As I write this, I've just returned from the waypoint gathering process. I jumped onto my bicycle, Garmin in hand, and proceeded to create determine the path of the fun run. Measuring my progress was easy, as I utilized an option on my Garmin called the Trip Computer, which shows functions such as a trip odometer, overall odometer, trip times (stopped, moving and total times), current speed and average speed.

As I biked along, I followed the trip odometer, which allowed me to know my distance from the start, as well as where to mark each mile. As mentioned above, I 'waypointed' a number of other key points, as well. I journeyed through downtown and, as required, I spent time on the trail along the river. Then I finally made my way back to the Capitol to mark the finish line. As expected, I was unable to have the start and finish lines match exactly, though they certainly were close!

Now we have our waypoints, which are gathered into a 5 kilometer-long route called "FUN-RUN". Let's put this data into QGIS so we can display it.

Importing Data into QGIS

I am going to assume that you have QGIS set up and ready to roll. If not, please see my previous articles above for assistance.

If you have Garmin or Magellan GPS unit, then QGIS won't have any problem recognizing your device. Simply plug it into the UPS port. I had the problem that my Garmin is a bit older and thus has a serial port, so I used a USB to serial converter, which worked fine.

Before you do anything, you must install a program called GPSBabel, which does the actual heavy lifting in dealing with GPS data. Having Kubuntu Hardy Heron, I found GPSBabel in my Synaptec Package Manager and installed it without a hitch. If you need to go and find it, visit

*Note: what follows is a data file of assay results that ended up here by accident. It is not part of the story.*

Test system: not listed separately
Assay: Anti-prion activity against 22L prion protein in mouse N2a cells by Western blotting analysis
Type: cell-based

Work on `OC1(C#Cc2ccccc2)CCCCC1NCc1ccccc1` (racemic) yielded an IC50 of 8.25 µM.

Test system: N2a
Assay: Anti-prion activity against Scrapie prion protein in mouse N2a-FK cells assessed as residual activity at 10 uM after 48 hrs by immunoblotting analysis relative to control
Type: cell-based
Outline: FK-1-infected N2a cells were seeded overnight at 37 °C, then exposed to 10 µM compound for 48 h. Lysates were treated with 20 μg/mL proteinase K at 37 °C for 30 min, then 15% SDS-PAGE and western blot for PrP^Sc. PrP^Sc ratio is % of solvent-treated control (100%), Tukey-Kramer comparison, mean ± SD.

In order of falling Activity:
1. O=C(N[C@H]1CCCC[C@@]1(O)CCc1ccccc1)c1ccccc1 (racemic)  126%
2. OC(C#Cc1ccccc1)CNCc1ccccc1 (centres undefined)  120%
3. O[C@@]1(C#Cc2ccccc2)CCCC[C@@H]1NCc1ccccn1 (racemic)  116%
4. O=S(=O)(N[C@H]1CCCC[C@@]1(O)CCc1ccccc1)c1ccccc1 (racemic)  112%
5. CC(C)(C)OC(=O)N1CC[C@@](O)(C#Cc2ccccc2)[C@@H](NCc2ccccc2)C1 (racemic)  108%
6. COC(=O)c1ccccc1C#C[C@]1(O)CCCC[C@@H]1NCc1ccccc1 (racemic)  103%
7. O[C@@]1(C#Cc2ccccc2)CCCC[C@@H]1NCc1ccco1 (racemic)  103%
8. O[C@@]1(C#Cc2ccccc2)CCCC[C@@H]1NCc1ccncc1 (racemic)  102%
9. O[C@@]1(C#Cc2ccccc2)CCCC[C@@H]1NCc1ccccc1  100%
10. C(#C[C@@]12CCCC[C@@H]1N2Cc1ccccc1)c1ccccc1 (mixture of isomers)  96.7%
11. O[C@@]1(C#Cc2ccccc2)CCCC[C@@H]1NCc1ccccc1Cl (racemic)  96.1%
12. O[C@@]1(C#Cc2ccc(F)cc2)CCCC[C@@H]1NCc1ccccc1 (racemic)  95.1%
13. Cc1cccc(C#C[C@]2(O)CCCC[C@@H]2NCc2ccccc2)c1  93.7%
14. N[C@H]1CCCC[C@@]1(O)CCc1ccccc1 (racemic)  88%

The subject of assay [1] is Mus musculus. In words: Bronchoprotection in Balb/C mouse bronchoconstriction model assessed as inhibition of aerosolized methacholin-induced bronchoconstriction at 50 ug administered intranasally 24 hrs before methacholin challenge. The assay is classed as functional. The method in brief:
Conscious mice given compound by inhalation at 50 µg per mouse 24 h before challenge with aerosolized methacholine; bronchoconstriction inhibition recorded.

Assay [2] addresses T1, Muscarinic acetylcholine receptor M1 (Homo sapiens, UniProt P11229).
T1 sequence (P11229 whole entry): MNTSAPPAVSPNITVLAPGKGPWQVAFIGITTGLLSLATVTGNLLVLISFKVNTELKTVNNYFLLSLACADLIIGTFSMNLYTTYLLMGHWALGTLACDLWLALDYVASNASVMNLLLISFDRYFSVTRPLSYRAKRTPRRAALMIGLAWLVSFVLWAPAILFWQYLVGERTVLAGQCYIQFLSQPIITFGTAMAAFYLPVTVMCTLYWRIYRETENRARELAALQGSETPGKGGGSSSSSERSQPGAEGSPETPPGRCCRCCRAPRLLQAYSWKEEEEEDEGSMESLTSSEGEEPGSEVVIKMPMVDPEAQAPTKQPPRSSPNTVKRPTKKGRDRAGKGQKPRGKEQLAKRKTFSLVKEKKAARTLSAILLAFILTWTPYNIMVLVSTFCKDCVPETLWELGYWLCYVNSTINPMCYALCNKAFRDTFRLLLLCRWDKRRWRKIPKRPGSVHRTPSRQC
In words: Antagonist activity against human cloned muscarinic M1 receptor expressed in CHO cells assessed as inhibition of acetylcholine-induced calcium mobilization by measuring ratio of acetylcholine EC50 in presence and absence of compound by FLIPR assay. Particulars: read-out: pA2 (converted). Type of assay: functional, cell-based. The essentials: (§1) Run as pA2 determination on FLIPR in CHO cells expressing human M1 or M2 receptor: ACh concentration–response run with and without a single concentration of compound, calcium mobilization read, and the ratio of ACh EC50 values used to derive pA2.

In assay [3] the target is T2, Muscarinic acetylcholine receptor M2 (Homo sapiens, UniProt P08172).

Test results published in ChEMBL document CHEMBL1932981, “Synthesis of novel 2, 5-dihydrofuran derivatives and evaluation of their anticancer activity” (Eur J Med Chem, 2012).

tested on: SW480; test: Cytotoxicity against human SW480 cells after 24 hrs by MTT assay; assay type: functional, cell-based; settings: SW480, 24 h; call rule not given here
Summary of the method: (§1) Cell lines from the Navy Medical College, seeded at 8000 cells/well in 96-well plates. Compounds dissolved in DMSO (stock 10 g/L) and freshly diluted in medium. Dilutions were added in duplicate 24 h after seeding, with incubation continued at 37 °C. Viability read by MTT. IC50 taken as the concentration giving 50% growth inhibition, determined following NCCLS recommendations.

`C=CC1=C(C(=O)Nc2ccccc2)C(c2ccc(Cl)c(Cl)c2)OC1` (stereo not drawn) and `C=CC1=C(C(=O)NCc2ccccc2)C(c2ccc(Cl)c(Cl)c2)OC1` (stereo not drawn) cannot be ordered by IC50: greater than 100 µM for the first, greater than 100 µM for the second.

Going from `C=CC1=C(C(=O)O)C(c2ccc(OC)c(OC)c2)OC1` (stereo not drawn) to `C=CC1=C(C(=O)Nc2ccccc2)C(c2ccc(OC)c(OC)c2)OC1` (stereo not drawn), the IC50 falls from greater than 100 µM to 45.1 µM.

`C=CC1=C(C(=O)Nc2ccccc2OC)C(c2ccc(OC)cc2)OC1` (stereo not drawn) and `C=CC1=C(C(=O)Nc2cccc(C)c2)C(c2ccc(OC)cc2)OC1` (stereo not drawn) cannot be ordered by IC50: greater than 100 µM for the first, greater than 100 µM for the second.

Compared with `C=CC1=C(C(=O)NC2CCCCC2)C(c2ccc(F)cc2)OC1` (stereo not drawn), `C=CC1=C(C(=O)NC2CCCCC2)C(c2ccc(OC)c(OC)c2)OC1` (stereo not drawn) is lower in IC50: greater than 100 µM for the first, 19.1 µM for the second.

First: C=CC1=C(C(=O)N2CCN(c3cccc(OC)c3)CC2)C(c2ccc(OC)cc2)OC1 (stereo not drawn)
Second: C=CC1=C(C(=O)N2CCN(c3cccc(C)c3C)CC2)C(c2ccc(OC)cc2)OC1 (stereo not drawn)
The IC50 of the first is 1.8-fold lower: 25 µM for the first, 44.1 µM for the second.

You obtain the GPS data from your unit using a plugin called GPS Tools, found by slecting Plugins -> GPS -> GPS Tools. Here is an image to illustrate:

Upon selecting GPS Tools, you'll obtain a window with 5 different tabs, as illustrated here:

Select the Download from GPS tab. In our case, we also make the following selections:

GPS device: Garmin serial
Port: /dev/ttyUSB0
Feature type: Routes
Output file: FUN-RUN (Note: this is name of the file that will end on your system)
Layer name: FUN-RUN-layer (Note: this is name of the layer that will show up in QGIS.)

Then hit OK. This action will bring all of the routes en masse from your GPS into QGIS and create three new layers in the Legend on the left-hand side of the QGIS GUI: Fun-Run-layer, waypoints; Fun-Run-layer, routes; and Fun-Run-layer, tracks.

Here is what our screen looks like after importing the route Fun-Run-layer:

At first our route looks like just a tiny scribble in the Map View on the right-hand side of the QGIS GUI. While it shouldn't be a problem finding your route, you may have trouble if your GPS unit has many different toutes on it. If one is in Russia and other other in Rochester, then you may not be able to find the route you're looking for.

A few tips will help here. First, you should always use QGIS with a mouse-wheeled mouse, for this is the only easy way to zoom. Second, if you want to find your way within a layer, right-click on the layer in the Legend window and select Zoom to layer extent. This action will hone you in on key features within the layer.

GPS Data is Imported, Getting Ready to Map It

In order to keep these articles in digestible parts, let's set this task aside until the next installment. In this excercise, we have gathered waypoints using a GPS unit and aggregated them into a route, called FUN-RUN. We figured out how to get the program GPSBabel installed, as well as to use it to download route data from a GPS unit into the QGIS application. We also explored and utilized the GPSTools plugin in QGIS, which is our interface for GPSBabel. At the end of this article, we find ourselves with layers that display the GIS data in QGIS.

In the next article, we will find and load map files in the shapefile format in order to put our route into a context and see where it goes. After loading those shapefiles, we will produce a map that we can share with everyone so that they can see the route of our fun run.

Looking forward to seeing you in this GIS- and GPS-friendly space soon!